Introductions often proved to be a problem for Lindagrace Hickey after she was named the first woman partner at Whalen & Co. CPAs in 1984.
Despite her promotion, clients proceeded to refer to her as the secretary of the male partners at the company.
"At the time I felt like I was out there climbing a hill by myself," she says, even though she's now the managing partner and one of three female owners of the North Columbus firm.
Perhaps it's her journey into that new territory that makes her empathize with the characters in some of her favorite books, which include nonfiction stories of the Old West.
"The way of life of the Plains Indian has a tremendous fascination for me -- how they eked out their living, what caused them to celebrate, how they lived their lives day to day with the perils against them," says Hickey, who predicts she'll likely retire in the Colorado area one day.
She also admires women who met their challenges in the 1800s on the wagon trails, stories she enjoys from "Women's Diaries of the Westward Journey" by Lillian Schlissel.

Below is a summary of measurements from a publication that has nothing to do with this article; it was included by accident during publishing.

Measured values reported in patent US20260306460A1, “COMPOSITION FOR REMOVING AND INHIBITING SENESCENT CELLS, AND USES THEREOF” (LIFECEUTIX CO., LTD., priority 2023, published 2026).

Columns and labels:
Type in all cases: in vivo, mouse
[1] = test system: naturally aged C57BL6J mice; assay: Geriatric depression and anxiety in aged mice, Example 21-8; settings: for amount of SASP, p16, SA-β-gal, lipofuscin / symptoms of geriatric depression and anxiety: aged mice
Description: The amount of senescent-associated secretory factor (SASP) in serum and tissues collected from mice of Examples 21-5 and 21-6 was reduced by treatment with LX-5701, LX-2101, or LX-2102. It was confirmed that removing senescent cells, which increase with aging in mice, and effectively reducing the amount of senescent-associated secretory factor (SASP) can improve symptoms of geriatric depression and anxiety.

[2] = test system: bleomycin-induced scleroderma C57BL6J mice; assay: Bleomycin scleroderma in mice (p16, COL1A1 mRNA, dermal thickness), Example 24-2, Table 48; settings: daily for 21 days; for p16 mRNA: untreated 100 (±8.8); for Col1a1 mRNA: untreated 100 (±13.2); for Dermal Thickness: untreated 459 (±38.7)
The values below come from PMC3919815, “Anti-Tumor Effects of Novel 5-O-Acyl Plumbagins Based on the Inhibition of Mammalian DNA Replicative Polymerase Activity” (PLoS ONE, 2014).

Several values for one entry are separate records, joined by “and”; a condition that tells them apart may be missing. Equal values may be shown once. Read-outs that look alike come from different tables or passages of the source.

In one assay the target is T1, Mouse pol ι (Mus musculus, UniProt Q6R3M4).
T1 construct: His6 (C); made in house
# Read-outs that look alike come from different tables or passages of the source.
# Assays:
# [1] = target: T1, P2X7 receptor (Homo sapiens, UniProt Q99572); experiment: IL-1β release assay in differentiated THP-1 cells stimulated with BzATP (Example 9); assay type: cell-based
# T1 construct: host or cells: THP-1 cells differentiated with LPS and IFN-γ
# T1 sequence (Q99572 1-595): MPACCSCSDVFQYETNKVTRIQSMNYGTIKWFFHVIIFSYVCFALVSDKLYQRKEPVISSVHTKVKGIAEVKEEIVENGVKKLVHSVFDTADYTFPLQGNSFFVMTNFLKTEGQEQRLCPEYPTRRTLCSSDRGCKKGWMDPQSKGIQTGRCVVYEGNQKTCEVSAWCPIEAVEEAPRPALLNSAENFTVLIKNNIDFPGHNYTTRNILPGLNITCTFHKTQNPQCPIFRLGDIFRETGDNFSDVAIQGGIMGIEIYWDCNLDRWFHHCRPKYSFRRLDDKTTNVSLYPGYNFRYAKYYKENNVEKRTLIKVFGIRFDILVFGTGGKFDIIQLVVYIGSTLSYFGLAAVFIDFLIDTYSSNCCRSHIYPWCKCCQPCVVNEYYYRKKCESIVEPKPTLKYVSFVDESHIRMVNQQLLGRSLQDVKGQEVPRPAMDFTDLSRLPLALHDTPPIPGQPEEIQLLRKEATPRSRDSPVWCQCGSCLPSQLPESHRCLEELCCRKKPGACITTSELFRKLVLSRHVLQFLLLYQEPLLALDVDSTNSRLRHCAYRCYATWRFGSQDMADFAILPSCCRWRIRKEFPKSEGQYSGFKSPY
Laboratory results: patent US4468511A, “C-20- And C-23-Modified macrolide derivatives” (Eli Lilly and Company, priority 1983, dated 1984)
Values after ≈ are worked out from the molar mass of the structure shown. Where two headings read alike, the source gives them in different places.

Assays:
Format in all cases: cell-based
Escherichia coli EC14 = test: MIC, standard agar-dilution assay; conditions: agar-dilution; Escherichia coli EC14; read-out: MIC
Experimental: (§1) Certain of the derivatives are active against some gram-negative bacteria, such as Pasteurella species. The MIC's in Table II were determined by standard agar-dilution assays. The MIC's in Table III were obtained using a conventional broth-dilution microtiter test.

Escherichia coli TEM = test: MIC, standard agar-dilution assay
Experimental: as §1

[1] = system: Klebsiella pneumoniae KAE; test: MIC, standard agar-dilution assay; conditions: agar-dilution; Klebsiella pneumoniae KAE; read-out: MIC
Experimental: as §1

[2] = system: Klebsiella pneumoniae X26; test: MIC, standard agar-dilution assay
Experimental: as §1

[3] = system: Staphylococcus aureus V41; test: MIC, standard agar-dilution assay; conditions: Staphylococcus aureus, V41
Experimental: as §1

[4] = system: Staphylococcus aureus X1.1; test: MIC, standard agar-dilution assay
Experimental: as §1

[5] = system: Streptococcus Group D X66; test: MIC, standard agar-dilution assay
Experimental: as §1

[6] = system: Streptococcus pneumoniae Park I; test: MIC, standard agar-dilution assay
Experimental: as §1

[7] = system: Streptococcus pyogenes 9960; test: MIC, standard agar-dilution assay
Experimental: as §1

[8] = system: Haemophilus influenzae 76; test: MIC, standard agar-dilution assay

Hickey's own determination and self-confidence impressed Jedd Whalen, a retiring former partner in the accounting firm, who interviewed her when she responded to a 1979 advertisement for an opening in the five-person office.
"I don't think she really gave us much choice. She's just very convincing," he says, referring to why she was chosen for the job.
She also already had 10 years experience working part time at another firm.
"There wasn't much we had to think about."
Within five years, she was named the firm's first woman partner. In 1999, the firm she left, Mathless & Mathless CPAs Inc., called to see if she was interested in taking it over because its partners were retiring.
"They thought very highly of Linda in order to do that," Whalen says.
Most of the clients were merged into the Whalen practice, which now is approaching $3 million in revenue and has 35 employees serving 1,500 business and individual clients.
"She works awfully hard, and she is extremely devoted to her clients," Whalen adds. "Her clients always come first."
Hickey credits lessons from Elmer Whalen, the firm's founder who now lives in Florida, with her ability to put people first.
"These are not just clients; these are your friends who trust you a lot," she says, describing his teachings. "CPAs are known for their independent thinking -- they don't bring bias to the table. They look at all aspects. He helped me to see that very clearly, and how your clients would value that."
That education is evident to 15-year client Karen Ballou, secretary/treasurer of Bennett & Williams Inc., a Columbus environmental consulting and engineering firm.
"She's always been very upbeat, very outgoing, very personable," she says. "She's interested in me as a person as well as my business."
Ballou also uses Hickey's services for her personal finances and another business she co-owns, Geodyssey Inc.